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Effect of acid, desiccation and heat stresses on the viability of Cronobacter sakazakii during rehydration of powdered infant formula and in simulated gastric fluid
- Yang, Han-Yeol, Kim, Si-Kyung, Choi, So-Yeon, You, Dong-Hyun, Lee, Seung-Cheol, Bang, Woo-Suk, Yuk, Hyun-Gyun
- Food control 2015 v.50 pp. 336-341
- Cronobacter sakazakii, acid tolerance, chronic exposure, gastric juice, heat, heat stress, heat tolerance, infant formulas, models, pH, refrigeration, rehydration, risk, storage temperature, viability, South Korea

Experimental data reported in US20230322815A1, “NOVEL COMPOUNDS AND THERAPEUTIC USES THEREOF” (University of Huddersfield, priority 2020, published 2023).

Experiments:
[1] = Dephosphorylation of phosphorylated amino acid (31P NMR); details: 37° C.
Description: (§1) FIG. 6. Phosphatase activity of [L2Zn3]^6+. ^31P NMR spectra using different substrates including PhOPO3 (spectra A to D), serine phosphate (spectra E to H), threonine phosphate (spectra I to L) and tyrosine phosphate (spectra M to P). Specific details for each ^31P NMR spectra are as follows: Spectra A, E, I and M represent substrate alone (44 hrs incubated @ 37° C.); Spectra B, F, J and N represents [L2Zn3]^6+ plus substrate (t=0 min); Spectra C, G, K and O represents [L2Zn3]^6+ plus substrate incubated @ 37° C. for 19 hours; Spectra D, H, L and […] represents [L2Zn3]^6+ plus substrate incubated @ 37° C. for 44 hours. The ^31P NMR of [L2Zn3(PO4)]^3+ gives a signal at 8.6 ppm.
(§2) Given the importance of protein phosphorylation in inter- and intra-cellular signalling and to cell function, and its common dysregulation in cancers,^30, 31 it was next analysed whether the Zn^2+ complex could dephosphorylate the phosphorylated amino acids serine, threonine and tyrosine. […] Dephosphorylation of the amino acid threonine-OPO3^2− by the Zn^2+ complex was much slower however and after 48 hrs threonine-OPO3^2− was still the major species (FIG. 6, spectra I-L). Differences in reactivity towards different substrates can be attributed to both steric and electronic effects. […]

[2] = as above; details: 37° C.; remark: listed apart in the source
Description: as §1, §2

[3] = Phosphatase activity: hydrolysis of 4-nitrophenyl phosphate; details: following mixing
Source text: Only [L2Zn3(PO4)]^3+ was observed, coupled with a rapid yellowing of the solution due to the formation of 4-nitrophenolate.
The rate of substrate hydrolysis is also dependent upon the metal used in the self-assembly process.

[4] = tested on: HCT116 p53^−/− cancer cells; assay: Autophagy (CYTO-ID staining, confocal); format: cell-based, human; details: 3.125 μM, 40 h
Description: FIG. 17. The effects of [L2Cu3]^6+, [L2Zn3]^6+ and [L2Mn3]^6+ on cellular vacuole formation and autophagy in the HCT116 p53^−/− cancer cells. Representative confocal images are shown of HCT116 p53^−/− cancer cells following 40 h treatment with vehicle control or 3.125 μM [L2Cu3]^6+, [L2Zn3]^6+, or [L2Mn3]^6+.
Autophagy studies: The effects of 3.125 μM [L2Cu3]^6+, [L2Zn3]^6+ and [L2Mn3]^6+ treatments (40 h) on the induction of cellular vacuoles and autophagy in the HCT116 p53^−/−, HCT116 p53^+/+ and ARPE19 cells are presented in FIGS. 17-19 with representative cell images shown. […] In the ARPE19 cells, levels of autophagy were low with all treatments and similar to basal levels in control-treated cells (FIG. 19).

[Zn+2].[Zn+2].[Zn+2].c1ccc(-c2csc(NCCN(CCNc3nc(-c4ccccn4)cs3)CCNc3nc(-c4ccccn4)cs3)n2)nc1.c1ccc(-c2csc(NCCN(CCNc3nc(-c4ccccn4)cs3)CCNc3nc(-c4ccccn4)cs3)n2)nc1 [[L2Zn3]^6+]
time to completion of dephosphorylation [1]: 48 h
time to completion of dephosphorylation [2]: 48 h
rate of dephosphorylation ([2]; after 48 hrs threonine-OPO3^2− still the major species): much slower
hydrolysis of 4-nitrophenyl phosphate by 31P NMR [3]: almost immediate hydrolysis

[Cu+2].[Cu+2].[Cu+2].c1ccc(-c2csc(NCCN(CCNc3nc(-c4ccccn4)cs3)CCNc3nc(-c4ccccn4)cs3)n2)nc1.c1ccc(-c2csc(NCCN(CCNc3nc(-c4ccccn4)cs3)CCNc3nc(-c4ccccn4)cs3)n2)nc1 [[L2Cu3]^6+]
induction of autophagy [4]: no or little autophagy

- The aim of the present study was to evaluate survival of Cronobacter sakazakii adapted or shocked to heat, acid or desiccation during rehydration of powdered infant formula and in simulated gastric fluid (SGF). Four C. sakazakii strains isolated in South Korea were individually adapted or shocked under stress conditions, equal volumes of each strain were combined to form a cocktail. Heat and acid resistance of stressed cells were determined by subjecting the cells to rehydrated infant formula (RIF) reconstituted at 55, 58, 61, 64, 67, and 70 °C for 1 min, and in SGF (pH 2.5), respectively. The growth kinetic parameters of stressed cells at different storage temperatures were compared using the Baranyi model. Except for desiccation, all stress conditions significantly (P < 0.05) enhanced the heat resistance of C. sakazakii compared with unstressed cells. Long-term exposure of cells to heat and acid improved their acid resistance in SGF whereas acid resistance of heat shocked and desiccated cells were similar and significantly (P < 0.05) lower than that of unstressed cells, respectively. Heat, acid adapted and desiccated cells in RIF had longer lag time duration during storage at 12 °C than unstressed cells, while there was no significant (P > 0.05) difference in growth parameters between unstressed and stressed cells at 25 °C. No growth was detected at 5 °C. Thus, this study indicates that long-term exposure of C. sakazakii to mild heat and acid could enhance their survivability during rehydration of infant formula at high temperatures or in SGF. Furthermore, this study suggests that the prepared and leftover RIF must be stored at refrigeration temperature to inhibit the growth of C. sakazakii, minimizing the risk of possible outbreaks.